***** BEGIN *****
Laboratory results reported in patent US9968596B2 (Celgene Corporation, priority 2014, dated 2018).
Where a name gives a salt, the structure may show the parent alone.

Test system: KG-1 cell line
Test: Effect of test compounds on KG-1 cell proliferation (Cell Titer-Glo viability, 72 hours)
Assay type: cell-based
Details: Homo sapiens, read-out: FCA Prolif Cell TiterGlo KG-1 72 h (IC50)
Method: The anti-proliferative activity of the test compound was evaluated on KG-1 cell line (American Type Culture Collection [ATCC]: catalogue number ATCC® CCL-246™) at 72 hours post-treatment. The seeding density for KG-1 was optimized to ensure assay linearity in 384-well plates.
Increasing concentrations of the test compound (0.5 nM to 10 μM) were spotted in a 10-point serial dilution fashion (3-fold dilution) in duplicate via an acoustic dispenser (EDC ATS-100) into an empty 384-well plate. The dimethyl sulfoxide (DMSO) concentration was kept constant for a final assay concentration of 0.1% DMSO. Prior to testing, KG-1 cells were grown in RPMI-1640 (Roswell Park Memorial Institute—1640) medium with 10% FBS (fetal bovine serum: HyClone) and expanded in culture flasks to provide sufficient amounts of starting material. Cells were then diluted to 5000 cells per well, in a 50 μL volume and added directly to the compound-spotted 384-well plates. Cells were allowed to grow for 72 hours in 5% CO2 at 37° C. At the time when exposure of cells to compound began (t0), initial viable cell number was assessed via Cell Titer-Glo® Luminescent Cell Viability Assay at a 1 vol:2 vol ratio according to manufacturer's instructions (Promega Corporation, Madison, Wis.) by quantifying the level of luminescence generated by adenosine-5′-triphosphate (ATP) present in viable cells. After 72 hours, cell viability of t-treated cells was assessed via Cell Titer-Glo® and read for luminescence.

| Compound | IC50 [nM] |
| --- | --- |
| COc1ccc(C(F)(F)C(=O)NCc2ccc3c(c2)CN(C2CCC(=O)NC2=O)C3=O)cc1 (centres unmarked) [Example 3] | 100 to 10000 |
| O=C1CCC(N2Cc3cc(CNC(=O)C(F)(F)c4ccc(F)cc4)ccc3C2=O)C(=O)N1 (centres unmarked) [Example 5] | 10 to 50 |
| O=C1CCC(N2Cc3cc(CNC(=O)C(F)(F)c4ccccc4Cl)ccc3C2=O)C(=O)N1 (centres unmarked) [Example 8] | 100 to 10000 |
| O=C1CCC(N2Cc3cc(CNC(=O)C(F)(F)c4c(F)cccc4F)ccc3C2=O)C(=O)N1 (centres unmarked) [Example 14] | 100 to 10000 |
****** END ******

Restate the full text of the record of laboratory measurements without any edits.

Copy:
Laboratory results reported in patent US9968596B2 (Celgene Corporation, priority 2014, dated 2018).
Where a name gives a salt, the structure may show the parent alone.

Test system: KG-1 cell line
Test: Effect of test compounds on KG-1 cell proliferation (Cell Titer-Glo viability, 72 hours)
Assay type: cell-based
Details: Homo sapiens, read-out: FCA Prolif Cell TiterGlo KG-1 72 h (IC50)
Method: The anti-proliferative activity of the test compound was evaluated on KG-1 cell line (American Type Culture Collection [ATCC]: catalogue number ATCC® CCL-246™) at 72 hours post-treatment. The seeding density for KG-1 was optimized to ensure assay linearity in 384-well plates.
Increasing concentrations of the test compound (0.5 nM to 10 μM) were spotted in a 10-point serial dilution fashion (3-fold dilution) in duplicate via an acoustic dispenser (EDC ATS-100) into an empty 384-well plate. The dimethyl sulfoxide (DMSO) concentration was kept constant for a final assay concentration of 0.1% DMSO. Prior to testing, KG-1 cells were grown in RPMI-1640 (Roswell Park Memorial Institute—1640) medium with 10% FBS (fetal bovine serum: HyClone) and expanded in culture flasks to provide sufficient amounts of starting material. Cells were then diluted to 5000 cells per well, in a 50 μL volume and added directly to the compound-spotted 384-well plates. Cells were allowed to grow for 72 hours in 5% CO2 at 37° C. At the time when exposure of cells to compound began (t0), initial viable cell number was assessed via Cell Titer-Glo® Luminescent Cell Viability Assay at a 1 vol:2 vol ratio according to manufacturer's instructions (Promega Corporation, Madison, Wis.) by quantifying the level of luminescence generated by adenosine-5′-triphosphate (ATP) present in viable cells. After 72 hours, cell viability of t-treated cells was assessed via Cell Titer-Glo® and read for luminescence.

| Compound | IC50 [nM] |
| --- | --- |
| COc1ccc(C(F)(F)C(=O)NCc2ccc3c(c2)CN(C2CCC(=O)NC2=O)C3=O)cc1 (centres unmarked) [Example 3] | 100 to 10000 |
| O=C1CCC(N2Cc3cc(CNC(=O)C(F)(F)c4ccc(F)cc4)ccc3C2=O)C(=O)N1 (centres unmarked) [Example 5] | 10 to 50 |
| O=C1CCC(N2Cc3cc(CNC(=O)C(F)(F)c4ccccc4Cl)ccc3C2=O)C(=O)N1 (centres unmarked) [Example 8] | 100 to 10000 |
| O=C1CCC(N2Cc3cc(CNC(=O)C(F)(F)c4c(F)cccc4F)ccc3C2=O)C(=O)N1 (centres unmarked) [Example 14] | 100 to 10000 |